STATE BUDGET HITS HOME: Pinellas announces it will eliminate jobs and cut pay, among other cost saving measures. Pasco looks to see a slightly larger budget, but not nearly enough to handle its growth and rising prices.
BUSING WOULD HELP: Law enforcement suggests giving Tampa Middleton High students bus rides home, rather than having everyone walk, in order to reduce after-school violence. It's a tough sell with money being tight. (Times photo, Kathleen Flynn)
FOR THE LOVE OF READING: Weightman Middle School in Wesley Chapel encourages its lowest performing readers by turning its intensive reading class into a contest to see who can learn the most. It ends with an emotional battle of the books, where the winners get more books.
CHARTER WOES: Another charter school, this one in Palm Beach County, is about to shut down because of financial problems, the Sun-Sentinel reports.
MEAL MAKEOVER: Broward schools change their cafeteria lunchtime offerings to cope with increasing food prices, CBS4.com in Miami reports.
CONTROLLING TRAVEL: The Lake School Board puts new restrictions on employee out-of-state travel, the Orlando Sentinel reports.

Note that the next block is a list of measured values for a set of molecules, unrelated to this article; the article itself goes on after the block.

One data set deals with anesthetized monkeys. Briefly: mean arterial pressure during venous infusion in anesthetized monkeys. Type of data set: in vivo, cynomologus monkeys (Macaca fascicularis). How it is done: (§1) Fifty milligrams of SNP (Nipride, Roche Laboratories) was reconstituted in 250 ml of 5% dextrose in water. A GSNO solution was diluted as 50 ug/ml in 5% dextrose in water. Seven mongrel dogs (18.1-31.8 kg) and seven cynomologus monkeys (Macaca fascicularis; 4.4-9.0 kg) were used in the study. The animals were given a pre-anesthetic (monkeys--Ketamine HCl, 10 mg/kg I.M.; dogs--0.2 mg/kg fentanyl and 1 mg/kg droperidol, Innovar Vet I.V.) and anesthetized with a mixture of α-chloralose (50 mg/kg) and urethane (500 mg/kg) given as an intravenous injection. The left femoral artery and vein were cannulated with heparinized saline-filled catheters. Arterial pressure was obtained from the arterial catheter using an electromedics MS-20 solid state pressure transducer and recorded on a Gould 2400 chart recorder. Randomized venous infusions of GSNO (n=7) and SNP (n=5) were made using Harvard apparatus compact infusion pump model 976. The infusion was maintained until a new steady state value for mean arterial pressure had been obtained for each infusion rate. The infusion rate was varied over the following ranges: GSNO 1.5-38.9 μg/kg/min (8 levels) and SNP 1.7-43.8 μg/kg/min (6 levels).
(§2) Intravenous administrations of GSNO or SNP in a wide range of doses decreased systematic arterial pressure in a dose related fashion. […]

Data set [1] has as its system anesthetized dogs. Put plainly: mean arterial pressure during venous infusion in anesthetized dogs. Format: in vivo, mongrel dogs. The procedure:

ALERT SYSTEM INSTALLED: Manatee Community College activates a new emergency notification system, so it can quickly let students and staff know if there's danger on the campuses, the Herald-Tribune reports.
WHO'S VOLUNTEERING? Brevard launches a review of how schools evaluate the volunteers who work with students, after learning a volunteer assistant coach at Titusville High didn't pass his background check, Florida Today reports. That volunteer coach has been arrested for providing alcohol to minors.
MORE ON THE STATE BUDGET: The Miami Herald offers an overview of what happened to school funding in Tallahassee. Manatee leaders back off a plan to cut salaries, the Bradenton Herald reports. Escambia eliminates 155 teaching and secretarial jobs, the Pensacola News-Journal reports. The TCPalm.com papers look at what the state budget means for their local schools.